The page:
I got nothin’.
Welcome to the eighth annual edition of a futile exercise I call The Super Hole. This year, unlike Super Holes VI and VII, I'll return to passing out letter grades along with proffering tidbits on how the spots could’ve been better. Granted, I could take the easy way out for all of them and just say, “Step 1: Hire me. Step 2: Leave me alone. Step 3: Drink in the genius.” But that would be rude. Very rude. Besides, some of these spots are actually quite good.
As usual: I only review ads shown during the four quarters of the game, so no pre- or post-game spots (although a couple sneak in). And no movie trailers, TV show promos, NFL ads or local ads.
Spots are arranged in alphabetical order according to brand. If I missed a couple, try one of the 8.3 million other blogs writing about this today.</p>
And if you helped make one of the ads that I ream, take solace in the fact that you worked on a Super Bowl ad. I worked on a blog about Super Bowl ads. I’d rather be getting reamed myself.
Audi, “Doberhuahua” – I love this spot, so I’ll just pick some nits. The banter between the dog show commentators could’ve been funnier, in the vein of “Best in Show.” I’m sure Fred Willard would’ve been available. The dog park scene could’ve used a smaller moment...Read More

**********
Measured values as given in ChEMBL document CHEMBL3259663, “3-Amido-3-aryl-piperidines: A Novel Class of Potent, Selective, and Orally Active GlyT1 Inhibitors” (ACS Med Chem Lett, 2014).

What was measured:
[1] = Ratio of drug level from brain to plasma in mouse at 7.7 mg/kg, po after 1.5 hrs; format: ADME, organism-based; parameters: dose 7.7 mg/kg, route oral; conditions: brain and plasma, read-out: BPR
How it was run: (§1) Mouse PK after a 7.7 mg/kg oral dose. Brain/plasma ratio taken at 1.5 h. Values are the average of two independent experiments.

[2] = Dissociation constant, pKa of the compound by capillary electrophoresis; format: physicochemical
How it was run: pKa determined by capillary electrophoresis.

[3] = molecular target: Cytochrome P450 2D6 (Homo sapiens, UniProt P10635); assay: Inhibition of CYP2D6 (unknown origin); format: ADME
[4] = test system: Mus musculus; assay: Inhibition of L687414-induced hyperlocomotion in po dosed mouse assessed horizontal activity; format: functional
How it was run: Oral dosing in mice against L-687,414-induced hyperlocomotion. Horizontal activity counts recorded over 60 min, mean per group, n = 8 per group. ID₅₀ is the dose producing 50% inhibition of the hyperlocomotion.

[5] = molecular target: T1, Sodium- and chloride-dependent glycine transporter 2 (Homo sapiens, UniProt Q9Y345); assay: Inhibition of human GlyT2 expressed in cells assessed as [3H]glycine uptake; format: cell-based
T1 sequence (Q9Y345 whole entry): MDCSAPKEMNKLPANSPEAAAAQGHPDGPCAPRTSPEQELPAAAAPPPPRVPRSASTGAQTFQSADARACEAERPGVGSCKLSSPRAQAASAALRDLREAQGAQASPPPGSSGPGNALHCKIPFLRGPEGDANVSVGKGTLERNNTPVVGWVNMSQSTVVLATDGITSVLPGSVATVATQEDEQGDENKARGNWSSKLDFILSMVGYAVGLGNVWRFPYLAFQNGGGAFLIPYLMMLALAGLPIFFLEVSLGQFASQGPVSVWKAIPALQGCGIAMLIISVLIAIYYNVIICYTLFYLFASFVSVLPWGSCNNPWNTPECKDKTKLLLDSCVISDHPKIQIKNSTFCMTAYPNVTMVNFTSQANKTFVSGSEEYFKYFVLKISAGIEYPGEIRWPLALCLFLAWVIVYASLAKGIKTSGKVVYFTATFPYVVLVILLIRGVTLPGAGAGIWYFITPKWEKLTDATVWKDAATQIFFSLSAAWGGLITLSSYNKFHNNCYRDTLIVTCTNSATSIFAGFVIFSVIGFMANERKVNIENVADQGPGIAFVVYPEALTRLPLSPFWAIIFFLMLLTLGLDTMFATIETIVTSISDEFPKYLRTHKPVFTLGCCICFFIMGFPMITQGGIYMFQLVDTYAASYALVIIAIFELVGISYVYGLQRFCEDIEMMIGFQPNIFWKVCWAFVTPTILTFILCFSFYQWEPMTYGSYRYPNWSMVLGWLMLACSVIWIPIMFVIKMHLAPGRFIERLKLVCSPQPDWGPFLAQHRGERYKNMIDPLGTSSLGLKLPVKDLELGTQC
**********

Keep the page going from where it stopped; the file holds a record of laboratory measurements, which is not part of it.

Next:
Fixing a brand is hard. Rarely does salvation arrive in the form of one product, tag line, commercial or initiative because a broken brand is rarely ill in just one area of operations. This fact, obvious though it should be, seems lost on too many brands. Forget improving product quality or the in-store experience. They want a silver bullet – a magic elixir that fixes all their ills with minimal time and effort. They are like a man who goes to the doctor and discovers he has extremely high cholesterol. The doctor advises, "I'm going to put you on Lipitor, and you'll have to exercise five days week and completely change your diet from one based on powdered mini donuts to one based on celery and bran. If you don't do these things, you'll have a heart attack within two years." The man balks, "What if I just take the Lipitor?" "That won't cut it," admonishes the doctor. "You'll just die a little more slowly." The patient considers this and then replies, "Nah, I think I'll just give the pills a shot. Because, science." Then, while on his way to the pharmacy, the man is struck and killed by a car driven by Alanis Morrisette.